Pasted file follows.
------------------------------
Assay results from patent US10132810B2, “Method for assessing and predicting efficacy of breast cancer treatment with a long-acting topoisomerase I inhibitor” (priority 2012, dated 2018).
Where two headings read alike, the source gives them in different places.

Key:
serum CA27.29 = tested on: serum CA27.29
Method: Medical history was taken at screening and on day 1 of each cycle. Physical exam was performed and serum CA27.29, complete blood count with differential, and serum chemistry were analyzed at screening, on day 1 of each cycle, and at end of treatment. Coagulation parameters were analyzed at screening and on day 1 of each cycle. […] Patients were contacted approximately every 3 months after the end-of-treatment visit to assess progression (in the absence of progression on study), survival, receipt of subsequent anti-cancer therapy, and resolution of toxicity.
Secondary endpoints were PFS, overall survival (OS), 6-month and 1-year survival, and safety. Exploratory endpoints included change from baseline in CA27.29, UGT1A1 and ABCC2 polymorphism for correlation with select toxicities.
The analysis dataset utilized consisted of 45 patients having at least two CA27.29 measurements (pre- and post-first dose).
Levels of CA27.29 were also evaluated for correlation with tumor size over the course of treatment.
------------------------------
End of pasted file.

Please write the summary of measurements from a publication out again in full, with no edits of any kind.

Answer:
Assay results from patent US10132810B2, “Method for assessing and predicting efficacy of breast cancer treatment with a long-acting topoisomerase I inhibitor” (priority 2012, dated 2018).
Where two headings read alike, the source gives them in different places.

Key:
serum CA27.29 = tested on: serum CA27.29
Method: Medical history was taken at screening and on day 1 of each cycle. Physical exam was performed and serum CA27.29, complete blood count with differential, and serum chemistry were analyzed at screening, on day 1 of each cycle, and at end of treatment. Coagulation parameters were analyzed at screening and on day 1 of each cycle. […] Patients were contacted approximately every 3 months after the end-of-treatment visit to assess progression (in the absence of progression on study), survival, receipt of subsequent anti-cancer therapy, and resolution of toxicity.
Secondary endpoints were PFS, overall survival (OS), 6-month and 1-year survival, and safety. Exploratory endpoints included change from baseline in CA27.29, UGT1A1 and ABCC2 polymorphism for correlation with select toxicities.
The analysis dataset utilized consisted of 45 patients having at least two CA27.29 measurements (pre- and post-first dose).
Levels of CA27.29 were also evaluated for correlation with tumor size over the course of treatment.